A week after Destination Greater Victoria unveiled its new name and tag line, the tourism marketing organization has been forced back to the drawing board looking for a new catchphrase.
That is to say its advertising agency has been told to do better.
After being informed by the Times Colonist — thanks to the eagle eye and sharp memory of a reader — that the new tag line, “Oceans apart from ordinary,” was eerily similar to beer maker Heineken’s “Oceans apart from the ordinary” in a 1970s print-ad campaign, the tourism group is scrapping the tag line.
Paul Nursey, chief executive of Destination Greater Victoria, said with so many ads floating around the world there are bound to be instances of duplication. He noted Heineken’s catchphrase was actually ad copy and not a trademarked tag line, so it was missed when ad agency Destination Think! did a trademark search.
“We took a couple of days to think about it and regrouped with our stakeholders and decided we wanted something that was our own, so we made a reasoned and balanced decision to develop new options over the next couple of weeks,” he said. And they will be doing it with Destination Think!, at no extra cost to Destination Greater VIctoria.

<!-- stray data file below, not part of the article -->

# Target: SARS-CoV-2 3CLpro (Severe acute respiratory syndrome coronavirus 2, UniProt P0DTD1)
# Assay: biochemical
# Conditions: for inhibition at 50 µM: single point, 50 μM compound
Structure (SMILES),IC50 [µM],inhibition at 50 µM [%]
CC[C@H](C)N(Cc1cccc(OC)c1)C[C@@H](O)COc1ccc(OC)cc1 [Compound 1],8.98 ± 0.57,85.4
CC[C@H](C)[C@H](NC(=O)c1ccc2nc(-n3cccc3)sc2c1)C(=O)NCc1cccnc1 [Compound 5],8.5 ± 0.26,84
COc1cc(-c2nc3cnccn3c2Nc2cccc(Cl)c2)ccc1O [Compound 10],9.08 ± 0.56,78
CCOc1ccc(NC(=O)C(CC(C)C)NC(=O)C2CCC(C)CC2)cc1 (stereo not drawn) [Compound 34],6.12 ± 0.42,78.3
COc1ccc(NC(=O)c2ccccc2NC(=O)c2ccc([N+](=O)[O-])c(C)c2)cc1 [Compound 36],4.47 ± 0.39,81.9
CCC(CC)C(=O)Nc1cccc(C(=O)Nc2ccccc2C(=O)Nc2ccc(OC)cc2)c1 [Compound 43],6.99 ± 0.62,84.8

“We are very happy with their work as a brand strategy,” he said. “This is no doubt disappointing, but we did clarify our expectations with them and we will move on with them as partners.”
The rebranding exercise, undertaken by Destination Think! over a six-month period cost Destination Greater Victoria $150,000.
Nursey said there were other options developed during the original project, so they know they will have plenty of choice.
Paul Hawes, Destination Greater Victoria marketing officer, said one option is to go without a tag line as many destinations find their brand and imagery are strong enough already.
Destination Greater Victoria had hoped the new organization name, which replaced Tourism Victoria, and tag line would better reflect the region and the organization tasked with marketing it.
“Oceans apart from ordinary” was to replace “Full of life” as the organization intended to focus its marketing efforts on selling the region’s beauty, physical infrastructure and charm as well as the connection to the sea.